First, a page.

Afghanistan, home to the heroin trade

Underneath a busy bridge in Kabul, among piles of discarded rubbish and a stream of filthy water, lives a drug-ravaged community of homeless men.

“It’s no place for a human being,” said Khudadad, who is 48. “It’s not even fit for a dog.”

Khudadad has been addicted to both heroin and methamphetamine – known as crystal meth – for the past five years. Heroin has long been a problem in Kabul but now many are turning to meth, a cheaper but equally dangerous drug.

“When I first started, meth wasn’t very common,” Khudadad said. “But over the past few years more and more people have begun taking it.”

A new report released on Tuesday warns that Afghanistan is becoming a significant global producer of methamphetamine. The country’s opium poppy fields are already the source of the majority of the world’s heroin, and now this report, by the European Monitoring Centre for Drugs and Drug Addiction (EMCDDA), warns that crystal meth could eventually become just as big an industry.

The boom is the result of a discovery by drug traffickers that a plant commonly found growing wild in parts of Afghanistan, ephedra, can be used to create the key component of meth: ephedrine.

“The realisation that you could produce methamphetamine from a wild crop in the mountains has been a fundamental gamechanger,” said Dr David Mansfield, an expert on Afghanistan’s drug industry and lead author of the report.

Dr Mansfield said drug traffickers previously used to extract ephedrine from more expensive imported medicines, but were now able to use this far cheaper alternative and some “simple chemistry”.

The ephedra plant has been used to create crystal meth in other parts of the globe too, but not on the scale that has been discovered in Afghanistan. Using satellite images, as well as interviews with Afghan drug producers, Dr Mansfield and a team of researchers have mapped out more than 300 suspected ephedrine labs in just one district in western Afghanistan, Bakwa. The area has become the hub of the meth trade in the country, but Dr Mansfield has also begun identifying labs elsewhere.

The team discovered that methamphetamine production was a “two-tiered process”, with ephedrine relatively easy to make even for people in poor households, who then sell it on to more specialised “meth cooks”. The researchers were able to identify the images of ephedrine labs through the large quantities of waste water and dried ephedra crops left over from the process and dumped outside the buildings.

The US has in the past carried out airstrikes on alleged drugs labs in Afghanistan, bombing 68 in a single day in May 2019. But the combination of civilian casualties and ease with which the makeshift factories can be rebuilt led the campaign to be abandoned.

The Taliban, however, do charge the drug traffickers a tax. The EMCDDA report estimates the Taliban could be earning in excess of $4m a year from Bakwa district alone, depending on the quantity of ephedrine and methamphetamine being produced. The group collects taxes on a wide variety of industries in the areas under its control, though they deny links to the drugs trade.

On the condition of anonymity, one Afghan smuggler told the BBC that taxes were levelled by the insurgents both on farmers harvesting the ephedra crop, and then again on anyone transporting the drug for sale. “There are Taliban checkpoints everywhere,” he said, “so you can’t hide it from them.”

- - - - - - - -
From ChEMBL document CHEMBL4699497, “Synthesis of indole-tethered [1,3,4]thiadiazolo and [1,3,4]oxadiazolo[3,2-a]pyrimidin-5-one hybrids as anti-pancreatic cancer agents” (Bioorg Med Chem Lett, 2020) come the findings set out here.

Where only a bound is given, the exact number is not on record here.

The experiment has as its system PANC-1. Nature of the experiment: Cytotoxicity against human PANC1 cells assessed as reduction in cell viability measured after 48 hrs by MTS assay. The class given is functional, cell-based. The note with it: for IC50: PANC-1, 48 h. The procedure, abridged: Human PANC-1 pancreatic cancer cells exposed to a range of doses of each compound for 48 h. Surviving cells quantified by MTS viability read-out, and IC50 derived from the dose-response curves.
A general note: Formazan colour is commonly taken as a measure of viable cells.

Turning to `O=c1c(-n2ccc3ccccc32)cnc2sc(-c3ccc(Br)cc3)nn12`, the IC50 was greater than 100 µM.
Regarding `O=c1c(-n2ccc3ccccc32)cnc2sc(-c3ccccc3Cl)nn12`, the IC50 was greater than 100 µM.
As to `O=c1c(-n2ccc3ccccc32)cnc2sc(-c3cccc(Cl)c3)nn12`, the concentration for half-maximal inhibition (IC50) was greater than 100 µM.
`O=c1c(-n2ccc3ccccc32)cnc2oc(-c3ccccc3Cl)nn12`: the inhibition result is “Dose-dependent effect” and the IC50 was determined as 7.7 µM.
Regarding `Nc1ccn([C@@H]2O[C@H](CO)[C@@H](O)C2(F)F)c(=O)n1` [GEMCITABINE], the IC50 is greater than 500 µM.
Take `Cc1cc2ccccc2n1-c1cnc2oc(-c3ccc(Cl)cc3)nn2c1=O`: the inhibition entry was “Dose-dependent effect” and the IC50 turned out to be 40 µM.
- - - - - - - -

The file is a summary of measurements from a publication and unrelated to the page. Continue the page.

When asked why the Taliban, given their professed Islamic ideology, did not oppose the sale of the drug, the smuggler replied that the Taliban say, “we’re in the middle of a war, so it’s ok, but when the right time comes, we will ban it.”

Some of the meth produced in Afghanistan is consumed inside the country, or across the border in Iran. But it seems it is also now being trafficked much further afield.

This year, hundreds of kilograms of the drug, worth tens of millions of dollars and suspected to originate from Afghanistan, have been found hidden onboard cargo boats during search operations by the Sri Lankan Navy, as well as by international forces patrolling the Arabian Sea. There are fears the methamphetamine could end up in Europe too, following an established heroin route from Pakistan and Iran and then through East Africa. Andrew Cunningham, another of the authors of the EMCDDA report, told the BBC that at the moment methamphetamine use in Europe is not “widespread” but added, “there is a good chance the crystal meth will carry on its journey up into Europe at some point.”

Authorities in Australia have already noticed a rise in seizures of methamphetamine linked to Afghanistan and neighbouring Iran in recent years, including a huge quantity of the drug dissolved in crates of mineral water bottles, with a street value of more than $50m, that was discovered in April. captionAfghanistan’s child opium problem

Andrew Parkinson heads a team in the Australian Federal Police conducting forensic analysis of the intercepted drugs and told the BBC that the results show they were, “produced by the natural form of ephedrine, which indicates to us the starting product is the ephedra plant.”

“That gives us ammunition to impact the organised crime groups that are producing this methamphetamine and shipping it to Australia,” he said.

While Afghan meth may be exported worldwide, it’s on the streets of Kabul that its impact is being felt first and foremost. Back by the bridge that has become a shelter for those addicted to the drug, one man tells us he’s spent months searching for his younger brother, a meth user. “Our mother died from all the stress,” he said.

With continuing instability in the country, the amount of methamphetamine produced, and number of lives ruined by it, looks like it will only increase. “Business has never been better,” said one smuggler, with a laugh.

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